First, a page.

The streets are too narrow for cars, cats run at the feet of the pedestrians. It's the most elite neighborhood in town and to get in, you have to have money and know someone in the highest echelons of Argentine society. The eclectic styles of architecture run the gamut from classic Greek and Roman styles, to Italianate, Art Nouveau and Deco and mid-century modern.

I didn't go to any art museums in BA, but Recoleta was a better substitute than I could possibly imagine, especially when it came to sculpture. Every building was a work of art onto its own. Two or three levels in some cases all seeming to stretch themselves all too thin in their reach toward heaven. As beautiful as Recoleta is, it's absolutely the last neighborhood in the city I'd want to get stuck alone in a night.

And it's not because of the crime.

Recoleta is a cemetery. It's BA's most exclusive and famous cemetery and one of the city's prime attractions. The likes of Eva Peron, "Evita" and the elite of Argentina are buried here in mausoleums bigger and more ornate than most homes. Notably, her husband, Juan was not interred here. Some of them have open windows displaying racks of family coffins.
Most have glass doors and waiting rooms with chairs so you can go into the family mausoleum should you like to literally be right next to your deceased relatives' coffins. I am pretty sure that when there is a shortage of cherubs and angels in heaven, God imports them from Recoleta.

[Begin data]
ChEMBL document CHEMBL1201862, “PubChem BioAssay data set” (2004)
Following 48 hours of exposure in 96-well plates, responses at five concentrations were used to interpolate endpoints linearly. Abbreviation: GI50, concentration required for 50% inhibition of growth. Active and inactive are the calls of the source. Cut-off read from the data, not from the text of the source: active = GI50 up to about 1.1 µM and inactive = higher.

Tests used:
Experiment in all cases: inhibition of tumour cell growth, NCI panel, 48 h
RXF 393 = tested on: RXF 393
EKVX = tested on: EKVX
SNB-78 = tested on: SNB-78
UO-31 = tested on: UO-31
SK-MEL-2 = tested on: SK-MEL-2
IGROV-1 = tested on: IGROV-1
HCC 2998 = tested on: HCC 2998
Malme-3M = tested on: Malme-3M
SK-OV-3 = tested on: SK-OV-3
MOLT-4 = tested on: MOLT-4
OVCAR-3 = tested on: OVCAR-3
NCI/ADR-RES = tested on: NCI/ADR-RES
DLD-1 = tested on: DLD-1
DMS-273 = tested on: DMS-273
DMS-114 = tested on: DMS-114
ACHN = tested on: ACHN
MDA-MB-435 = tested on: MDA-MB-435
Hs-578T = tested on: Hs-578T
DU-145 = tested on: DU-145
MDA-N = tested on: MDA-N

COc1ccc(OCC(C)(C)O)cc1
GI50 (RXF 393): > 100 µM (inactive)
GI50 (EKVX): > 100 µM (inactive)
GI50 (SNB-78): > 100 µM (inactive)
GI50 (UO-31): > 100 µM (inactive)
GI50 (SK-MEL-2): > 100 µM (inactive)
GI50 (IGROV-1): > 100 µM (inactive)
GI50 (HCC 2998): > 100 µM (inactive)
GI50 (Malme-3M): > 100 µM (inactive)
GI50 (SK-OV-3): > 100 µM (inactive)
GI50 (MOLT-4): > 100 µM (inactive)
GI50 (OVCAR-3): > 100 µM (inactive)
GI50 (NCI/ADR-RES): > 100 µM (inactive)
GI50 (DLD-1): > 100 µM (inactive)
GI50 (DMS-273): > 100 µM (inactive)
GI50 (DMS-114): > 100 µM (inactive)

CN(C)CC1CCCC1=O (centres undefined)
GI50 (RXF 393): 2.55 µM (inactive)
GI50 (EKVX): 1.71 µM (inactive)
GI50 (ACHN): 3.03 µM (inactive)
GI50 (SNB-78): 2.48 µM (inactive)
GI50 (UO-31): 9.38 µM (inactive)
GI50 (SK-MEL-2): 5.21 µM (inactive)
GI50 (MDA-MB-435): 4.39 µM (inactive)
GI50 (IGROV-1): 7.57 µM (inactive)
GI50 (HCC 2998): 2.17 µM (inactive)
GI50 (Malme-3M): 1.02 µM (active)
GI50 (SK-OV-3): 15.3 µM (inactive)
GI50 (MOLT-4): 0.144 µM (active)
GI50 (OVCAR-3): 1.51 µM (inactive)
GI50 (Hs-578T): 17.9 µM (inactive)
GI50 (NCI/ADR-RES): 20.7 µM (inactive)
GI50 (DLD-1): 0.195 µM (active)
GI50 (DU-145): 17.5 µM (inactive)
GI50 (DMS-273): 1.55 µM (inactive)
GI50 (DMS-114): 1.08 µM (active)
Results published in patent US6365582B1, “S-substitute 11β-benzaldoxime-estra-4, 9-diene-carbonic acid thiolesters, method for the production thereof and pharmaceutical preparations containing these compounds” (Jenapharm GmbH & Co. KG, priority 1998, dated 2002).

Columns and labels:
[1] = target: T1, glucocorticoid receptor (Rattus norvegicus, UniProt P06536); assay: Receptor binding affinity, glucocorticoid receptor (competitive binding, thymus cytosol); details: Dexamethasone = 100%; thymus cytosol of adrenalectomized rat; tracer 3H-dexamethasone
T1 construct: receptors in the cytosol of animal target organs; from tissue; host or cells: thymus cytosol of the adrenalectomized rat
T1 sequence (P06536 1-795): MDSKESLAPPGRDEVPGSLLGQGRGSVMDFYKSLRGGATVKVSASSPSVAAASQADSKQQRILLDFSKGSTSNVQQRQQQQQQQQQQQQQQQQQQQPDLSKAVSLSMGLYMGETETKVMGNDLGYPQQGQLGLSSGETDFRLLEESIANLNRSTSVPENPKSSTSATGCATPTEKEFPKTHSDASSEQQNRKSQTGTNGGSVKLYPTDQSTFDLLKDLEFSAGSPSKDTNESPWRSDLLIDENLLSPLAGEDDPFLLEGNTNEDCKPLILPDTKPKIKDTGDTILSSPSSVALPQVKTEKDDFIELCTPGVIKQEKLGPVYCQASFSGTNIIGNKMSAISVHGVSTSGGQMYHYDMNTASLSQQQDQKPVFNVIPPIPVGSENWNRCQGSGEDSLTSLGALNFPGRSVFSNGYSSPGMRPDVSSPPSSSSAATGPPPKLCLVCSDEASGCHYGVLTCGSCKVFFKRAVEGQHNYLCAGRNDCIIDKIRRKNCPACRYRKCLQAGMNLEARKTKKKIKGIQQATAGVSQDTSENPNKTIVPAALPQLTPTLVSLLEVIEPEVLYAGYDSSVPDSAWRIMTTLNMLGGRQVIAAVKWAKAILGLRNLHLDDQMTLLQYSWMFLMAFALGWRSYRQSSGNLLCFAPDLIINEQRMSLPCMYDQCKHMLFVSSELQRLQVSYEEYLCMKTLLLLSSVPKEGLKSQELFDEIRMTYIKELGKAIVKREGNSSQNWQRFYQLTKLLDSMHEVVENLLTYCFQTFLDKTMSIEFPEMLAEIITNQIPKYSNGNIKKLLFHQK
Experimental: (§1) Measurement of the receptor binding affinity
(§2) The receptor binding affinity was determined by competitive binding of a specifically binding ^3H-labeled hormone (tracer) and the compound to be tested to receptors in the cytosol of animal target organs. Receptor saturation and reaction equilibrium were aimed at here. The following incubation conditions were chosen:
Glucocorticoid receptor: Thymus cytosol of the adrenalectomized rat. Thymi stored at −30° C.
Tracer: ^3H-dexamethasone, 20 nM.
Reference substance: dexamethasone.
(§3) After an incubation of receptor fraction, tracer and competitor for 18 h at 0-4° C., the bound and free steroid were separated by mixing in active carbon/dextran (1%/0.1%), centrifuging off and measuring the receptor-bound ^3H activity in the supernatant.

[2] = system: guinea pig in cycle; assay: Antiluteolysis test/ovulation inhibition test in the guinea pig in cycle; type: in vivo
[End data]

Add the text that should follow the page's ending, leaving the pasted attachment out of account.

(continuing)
Much of it, however beautiful, seemed more a monument to vanity than memory. The rich and famous and powerful and their preoccupation with death and eternity. It seems no matter what worldly can power can buy them, they end of up dead just like the rest of us. What was equally as striking was the conspicuous absence of flowers or other evidence that the graves had been recently attended to by relatives. All that effort and no one even shows up or even bothers to remember.

There was one notable exception.



It was the most moving monument in the entire "marble orchard" as my grandmother likes to say in her thick Pawtucket, Rhode Island accent. Mahbull orchid.

I stumbled upon a beautiful, life-size bronze statue of a young woman who had died of cancer. There was a plaque with a poem in Italian dedicated to her. She seemed decidedly human and yes, sad, but not in the utter throngs of grief like so many of the grief-stricken cherubs imploring the heavens.

Now that I recall, it was the only statue of an actual deceased person in the enitre cemetery. She stands with her beloved dog. His nose shinning, as though polished, from where people pet him. Interestingly, the same could not be said for her as if she were beyond reach.